Overall, during this first debate, both candidates wanted to cement their constituencies and electoral coalitions and so they spoke directly to comfort the worries of the youth vote, including the left of center youth revolutionaries, of the secular middle class, of the Muslim Brotherhood moderate and divers coalition, of women, of the Coptic minority, and even the worries of the Salafists. In this exercise, Aboul Fotouh had the upper hand. He is (and was during the debate) well-aware that Amr Moussa represents a figure from the past that is still associated with the Mubarek regime. He is also aware that what the young revolutionary left wants more than anything else is a clear and definitive break from the practices of the past regime. This is why throughout the debate, Aboul Fotouh stressed his past as a major opposition figure to contrast it with the pro-Mubarek past of Amr Moussa. Using the 2008 U.S. election as an example of renewal and youth’s vigor, Aboul Fotouh promised to appoint a large number of young political leaders issued from the Egyptian civil society to high leadership positions in his future government should he be trusted with the presidency. He tried to reassure the secular middle class and the Coptic minority–both of which are more likely to favor Moussa–that he wouldn’t turn Egypt into a religious state or an Islamic republic. Finally, knowing that he has already a lock on the vote of the Salafists (the Salafists did not present a candidate and most leaders of the movement have already endorsed him), Aboul Fotouhe cleverly went after the MB moderate vote. His strategy is simple: minimize the damage and take as many votes away as possible from the formal Muslim Brotherhood candidate, Muhammad al-Mursi. Was he successful in doing that? I don’t know and we won’t know until elections day. However, he clearly reminded the MB voters that he is the legitimate figure of the opposition Muslim coalition and that splitting votes between the different Islamist candidates is sure way of losing the election. Basically, he used the card of the vote strategically or as the French call it “le vote utile.“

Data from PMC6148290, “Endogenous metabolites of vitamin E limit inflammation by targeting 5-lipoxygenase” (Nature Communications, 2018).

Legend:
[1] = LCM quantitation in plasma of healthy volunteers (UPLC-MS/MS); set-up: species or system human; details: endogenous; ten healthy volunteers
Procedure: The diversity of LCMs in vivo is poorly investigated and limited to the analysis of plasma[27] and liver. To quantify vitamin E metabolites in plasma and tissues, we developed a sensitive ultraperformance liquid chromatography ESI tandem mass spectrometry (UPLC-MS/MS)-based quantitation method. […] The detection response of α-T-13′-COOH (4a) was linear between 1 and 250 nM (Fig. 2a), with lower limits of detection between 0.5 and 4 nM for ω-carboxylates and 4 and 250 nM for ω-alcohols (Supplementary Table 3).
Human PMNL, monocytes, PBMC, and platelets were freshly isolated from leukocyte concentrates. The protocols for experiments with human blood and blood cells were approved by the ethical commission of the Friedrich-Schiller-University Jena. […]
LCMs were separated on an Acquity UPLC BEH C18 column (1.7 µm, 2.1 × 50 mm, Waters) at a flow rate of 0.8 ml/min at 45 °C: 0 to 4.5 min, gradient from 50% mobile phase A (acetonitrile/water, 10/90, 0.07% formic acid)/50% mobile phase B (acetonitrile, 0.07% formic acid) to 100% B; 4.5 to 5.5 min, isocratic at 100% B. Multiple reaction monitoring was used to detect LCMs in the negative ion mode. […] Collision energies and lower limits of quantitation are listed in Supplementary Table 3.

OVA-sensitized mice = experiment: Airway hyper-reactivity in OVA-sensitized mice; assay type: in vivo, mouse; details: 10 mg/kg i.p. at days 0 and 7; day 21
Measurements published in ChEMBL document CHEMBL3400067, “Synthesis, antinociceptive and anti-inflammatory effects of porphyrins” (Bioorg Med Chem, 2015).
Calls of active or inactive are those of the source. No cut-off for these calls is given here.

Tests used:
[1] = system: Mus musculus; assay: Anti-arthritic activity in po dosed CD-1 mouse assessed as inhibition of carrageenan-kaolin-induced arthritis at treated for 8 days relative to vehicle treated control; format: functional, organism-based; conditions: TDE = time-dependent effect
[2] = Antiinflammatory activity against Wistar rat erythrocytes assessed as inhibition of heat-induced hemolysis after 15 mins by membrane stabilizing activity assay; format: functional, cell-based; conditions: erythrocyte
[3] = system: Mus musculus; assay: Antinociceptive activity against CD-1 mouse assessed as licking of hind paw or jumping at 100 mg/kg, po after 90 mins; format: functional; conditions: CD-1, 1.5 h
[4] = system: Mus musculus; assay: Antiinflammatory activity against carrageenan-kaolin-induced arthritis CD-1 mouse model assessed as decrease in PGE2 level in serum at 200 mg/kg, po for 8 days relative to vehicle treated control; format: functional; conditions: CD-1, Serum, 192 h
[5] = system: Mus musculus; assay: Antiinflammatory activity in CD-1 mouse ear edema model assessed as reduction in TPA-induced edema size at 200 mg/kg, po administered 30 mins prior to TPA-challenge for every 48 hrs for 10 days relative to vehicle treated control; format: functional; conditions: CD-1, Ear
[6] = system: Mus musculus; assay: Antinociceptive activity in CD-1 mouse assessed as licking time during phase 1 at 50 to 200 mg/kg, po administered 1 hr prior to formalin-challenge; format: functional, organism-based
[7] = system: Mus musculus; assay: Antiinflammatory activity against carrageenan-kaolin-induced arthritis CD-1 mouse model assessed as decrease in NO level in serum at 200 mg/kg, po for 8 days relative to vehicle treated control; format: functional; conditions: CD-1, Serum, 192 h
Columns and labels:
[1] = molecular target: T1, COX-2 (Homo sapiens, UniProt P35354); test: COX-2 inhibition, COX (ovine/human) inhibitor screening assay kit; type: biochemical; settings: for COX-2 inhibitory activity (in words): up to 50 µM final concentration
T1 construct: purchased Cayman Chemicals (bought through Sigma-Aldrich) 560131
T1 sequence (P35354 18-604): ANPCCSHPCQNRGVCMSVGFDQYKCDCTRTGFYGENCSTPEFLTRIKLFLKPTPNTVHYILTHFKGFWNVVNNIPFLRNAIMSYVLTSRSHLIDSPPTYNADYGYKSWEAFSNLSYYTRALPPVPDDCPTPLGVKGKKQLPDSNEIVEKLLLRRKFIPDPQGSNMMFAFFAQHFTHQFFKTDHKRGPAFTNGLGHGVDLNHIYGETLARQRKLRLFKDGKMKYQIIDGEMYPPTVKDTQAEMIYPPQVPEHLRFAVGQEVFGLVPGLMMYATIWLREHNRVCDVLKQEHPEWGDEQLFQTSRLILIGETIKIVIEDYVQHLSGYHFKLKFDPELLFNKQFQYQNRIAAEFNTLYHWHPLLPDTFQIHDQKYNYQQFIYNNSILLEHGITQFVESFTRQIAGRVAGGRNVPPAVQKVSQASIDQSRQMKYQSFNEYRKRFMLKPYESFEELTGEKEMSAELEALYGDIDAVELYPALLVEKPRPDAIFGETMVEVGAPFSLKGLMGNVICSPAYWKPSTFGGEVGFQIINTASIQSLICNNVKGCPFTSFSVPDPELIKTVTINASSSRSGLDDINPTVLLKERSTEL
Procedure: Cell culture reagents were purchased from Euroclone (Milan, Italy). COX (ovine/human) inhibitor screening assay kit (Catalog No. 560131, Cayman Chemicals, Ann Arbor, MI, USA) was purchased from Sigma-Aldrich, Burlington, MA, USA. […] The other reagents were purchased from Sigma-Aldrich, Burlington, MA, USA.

For Amr Moussa, this debate was a delicate exercise of balancing between the different electoral coalitions and their priorities. He wanted to reassure the Muslim voters without alienating the Coptic or the secular constituencies. He wanted to reassure the women vote without alienating the women who favor the MB policies (look at the breakdown of voting behavior in the last legislative elections). He wanted to promise robust economic programs and the revival of Egypt economy without looking reckless with tax-payers money and without sounding like he wanted to punish the wealthy class. As an experienced politician, he did a good job. He looked and sounded presidential, but he wasn’t successful in incarnating newness or embedding the “new” Egyptian political revival. This could just be a personal impression that is specific to me and doesn’t represent what the Egyptians felt after watching this debate.
In sum, for a first attempt, the organization a debate was spotless and very professional. In my opinion, this level of professionalism sets a standard for all newly democratized Arab countries to follow. I think that both candidate did a great job. However, i give a slight edge to Abdel-Moneim Aboul Fotouh just because he was a new figure representing a new democratic Egypt. He sounded new, he represented change and that is a serious advantage in a change election.